Luke Pearce will discuss the recent decision of Leggatt J in MSC v Cottonex, raising questions such as:
• Whether and in what circumstances a duty to mitigate can apply in cases involving liquidated damages (an in particular demurrage claims)?
• In what circumstances will the “legitimate interest” principle (White & Carter v McGregor) deprive a party of the right to affirm a contract following a repudiatory breach?
• What is the relationship between the doctrine of penalty clauses and the “legitimate interest” principle, and to what extent are the principles founded on considerations of “good faith”?
Belinda McRae will discuss the contribution of the Court of Appeal’s judgment in The New Flamenco to the law of causation and mitigation, in particular:
• In what circumstances may a benefit or credit be taken into account when assessing damages for breach or repudiation of a time charter?
• What types of benefit or credit may be taken into account?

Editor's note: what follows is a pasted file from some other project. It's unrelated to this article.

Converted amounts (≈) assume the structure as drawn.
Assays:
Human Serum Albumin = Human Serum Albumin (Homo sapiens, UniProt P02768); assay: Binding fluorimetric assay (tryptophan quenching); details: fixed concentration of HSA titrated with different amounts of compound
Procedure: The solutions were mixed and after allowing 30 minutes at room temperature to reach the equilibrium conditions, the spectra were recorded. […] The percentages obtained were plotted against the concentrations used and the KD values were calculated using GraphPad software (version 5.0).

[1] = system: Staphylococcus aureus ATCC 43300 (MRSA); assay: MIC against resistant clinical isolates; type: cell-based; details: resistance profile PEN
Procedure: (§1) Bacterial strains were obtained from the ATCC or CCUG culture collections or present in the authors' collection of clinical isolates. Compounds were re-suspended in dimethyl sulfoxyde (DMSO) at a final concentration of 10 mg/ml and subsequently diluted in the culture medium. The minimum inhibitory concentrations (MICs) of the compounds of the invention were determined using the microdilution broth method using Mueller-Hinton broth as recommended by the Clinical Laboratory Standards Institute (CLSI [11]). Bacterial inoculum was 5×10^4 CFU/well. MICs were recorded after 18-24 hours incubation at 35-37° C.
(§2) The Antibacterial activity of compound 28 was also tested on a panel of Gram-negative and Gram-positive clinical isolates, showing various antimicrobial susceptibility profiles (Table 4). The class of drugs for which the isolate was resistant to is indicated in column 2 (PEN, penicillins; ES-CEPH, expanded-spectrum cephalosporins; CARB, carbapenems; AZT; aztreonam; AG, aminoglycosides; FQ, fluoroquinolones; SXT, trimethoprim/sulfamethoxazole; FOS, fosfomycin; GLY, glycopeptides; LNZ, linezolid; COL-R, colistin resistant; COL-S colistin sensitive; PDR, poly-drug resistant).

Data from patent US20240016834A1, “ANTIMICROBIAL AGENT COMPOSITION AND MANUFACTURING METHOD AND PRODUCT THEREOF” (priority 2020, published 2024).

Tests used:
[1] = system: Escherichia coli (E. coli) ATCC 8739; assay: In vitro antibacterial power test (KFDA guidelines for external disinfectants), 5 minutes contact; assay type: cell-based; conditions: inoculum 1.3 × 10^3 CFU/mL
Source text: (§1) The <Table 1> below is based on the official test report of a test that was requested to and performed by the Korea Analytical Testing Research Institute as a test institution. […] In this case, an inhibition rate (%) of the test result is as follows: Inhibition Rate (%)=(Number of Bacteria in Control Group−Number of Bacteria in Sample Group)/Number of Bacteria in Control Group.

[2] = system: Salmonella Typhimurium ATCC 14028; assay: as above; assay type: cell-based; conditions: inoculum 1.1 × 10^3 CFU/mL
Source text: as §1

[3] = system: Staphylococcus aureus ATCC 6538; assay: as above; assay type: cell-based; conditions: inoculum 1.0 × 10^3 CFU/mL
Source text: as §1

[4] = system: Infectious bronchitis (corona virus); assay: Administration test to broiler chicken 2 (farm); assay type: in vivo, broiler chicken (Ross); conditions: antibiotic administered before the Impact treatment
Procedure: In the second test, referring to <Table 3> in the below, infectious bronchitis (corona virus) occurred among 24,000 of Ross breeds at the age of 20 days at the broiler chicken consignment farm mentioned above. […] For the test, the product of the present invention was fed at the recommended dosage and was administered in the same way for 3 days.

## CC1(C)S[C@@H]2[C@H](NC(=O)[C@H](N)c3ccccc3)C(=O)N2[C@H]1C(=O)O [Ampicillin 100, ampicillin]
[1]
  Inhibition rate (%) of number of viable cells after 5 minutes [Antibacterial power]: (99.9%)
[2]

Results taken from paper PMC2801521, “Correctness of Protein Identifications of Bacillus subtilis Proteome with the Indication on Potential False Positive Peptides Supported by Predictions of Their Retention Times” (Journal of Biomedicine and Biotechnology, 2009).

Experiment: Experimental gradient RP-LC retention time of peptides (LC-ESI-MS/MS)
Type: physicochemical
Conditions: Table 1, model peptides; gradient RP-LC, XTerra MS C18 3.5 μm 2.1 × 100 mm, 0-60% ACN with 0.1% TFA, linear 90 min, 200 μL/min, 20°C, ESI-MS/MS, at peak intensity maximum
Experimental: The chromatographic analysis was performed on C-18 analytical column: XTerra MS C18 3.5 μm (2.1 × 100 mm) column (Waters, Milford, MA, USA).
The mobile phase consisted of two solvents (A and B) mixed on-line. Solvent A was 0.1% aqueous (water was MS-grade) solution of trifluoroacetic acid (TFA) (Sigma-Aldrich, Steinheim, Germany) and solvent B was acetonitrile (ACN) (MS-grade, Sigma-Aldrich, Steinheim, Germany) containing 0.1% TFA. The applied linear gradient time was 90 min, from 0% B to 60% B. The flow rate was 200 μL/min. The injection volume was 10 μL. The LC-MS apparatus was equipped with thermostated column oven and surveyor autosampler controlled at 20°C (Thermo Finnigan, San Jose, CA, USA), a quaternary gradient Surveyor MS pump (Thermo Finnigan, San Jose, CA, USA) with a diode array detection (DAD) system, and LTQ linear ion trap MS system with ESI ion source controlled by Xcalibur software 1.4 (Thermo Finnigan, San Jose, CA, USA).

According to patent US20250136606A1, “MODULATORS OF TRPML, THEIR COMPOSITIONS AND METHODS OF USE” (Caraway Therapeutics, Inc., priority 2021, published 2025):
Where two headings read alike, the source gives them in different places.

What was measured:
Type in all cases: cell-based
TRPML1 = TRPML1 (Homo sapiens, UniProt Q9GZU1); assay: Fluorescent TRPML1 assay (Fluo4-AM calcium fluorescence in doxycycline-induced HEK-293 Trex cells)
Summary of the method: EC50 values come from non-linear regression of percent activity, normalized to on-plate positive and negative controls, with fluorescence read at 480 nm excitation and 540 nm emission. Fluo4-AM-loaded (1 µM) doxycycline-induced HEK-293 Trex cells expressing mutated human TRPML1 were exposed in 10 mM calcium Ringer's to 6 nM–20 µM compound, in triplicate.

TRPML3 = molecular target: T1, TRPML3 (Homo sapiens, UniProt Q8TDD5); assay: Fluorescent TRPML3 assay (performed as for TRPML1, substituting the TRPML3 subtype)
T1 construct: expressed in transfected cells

• What is the relevance of whether there is an available market to this analysis?
Peter Daniel will discuss:
• The key features of quantum in both available and no available markets;
• The credit that owners should recognise for actual earnings, costs and mitigation;
• Discounting for the time value of money (and how The Kildare has developed in practice);
• The theoretical basis of capital value and its relevance to quantum and mitigation with particular reference to The New Flamenco;
• The concept of a wasting asset, depreciation and its relevance to liquidated damages such as demurrage with reference to MSC v Cottonex; and
• Potential new issues presented by option periods and purchase options.